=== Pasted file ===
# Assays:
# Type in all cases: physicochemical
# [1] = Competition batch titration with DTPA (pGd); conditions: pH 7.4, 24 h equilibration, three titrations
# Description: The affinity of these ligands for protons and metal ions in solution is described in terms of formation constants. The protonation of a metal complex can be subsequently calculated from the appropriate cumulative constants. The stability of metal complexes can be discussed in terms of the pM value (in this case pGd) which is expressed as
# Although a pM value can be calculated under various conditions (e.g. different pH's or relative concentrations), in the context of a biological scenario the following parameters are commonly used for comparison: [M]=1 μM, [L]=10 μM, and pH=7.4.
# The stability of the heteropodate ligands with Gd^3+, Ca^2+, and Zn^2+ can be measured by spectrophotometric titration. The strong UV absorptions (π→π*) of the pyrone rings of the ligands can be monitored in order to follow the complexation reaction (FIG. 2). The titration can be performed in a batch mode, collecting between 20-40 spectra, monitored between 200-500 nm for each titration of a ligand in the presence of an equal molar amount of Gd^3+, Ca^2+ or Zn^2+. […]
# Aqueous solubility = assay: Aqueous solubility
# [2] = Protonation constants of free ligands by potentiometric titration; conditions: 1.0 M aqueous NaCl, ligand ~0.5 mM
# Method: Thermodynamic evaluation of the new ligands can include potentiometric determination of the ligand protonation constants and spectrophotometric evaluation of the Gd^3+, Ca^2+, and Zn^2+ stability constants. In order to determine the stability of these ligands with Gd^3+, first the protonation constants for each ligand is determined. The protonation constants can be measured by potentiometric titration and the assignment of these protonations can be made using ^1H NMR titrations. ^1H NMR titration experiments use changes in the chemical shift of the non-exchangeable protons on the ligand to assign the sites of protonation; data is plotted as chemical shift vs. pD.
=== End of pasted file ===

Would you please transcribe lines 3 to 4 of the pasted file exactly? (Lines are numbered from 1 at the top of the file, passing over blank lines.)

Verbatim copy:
# [1] = Competition batch titration with DTPA (pGd); conditions: pH 7.4, 24 h equilibration, three titrations
# Description: The affinity of these ligands for protons and metal ions in solution is described in terms of formation constants. The protonation of a metal complex can be subsequently calculated from the appropriate cumulative constants. The stability of metal complexes can be discussed in terms of the pM value (in this case pGd) which is expressed as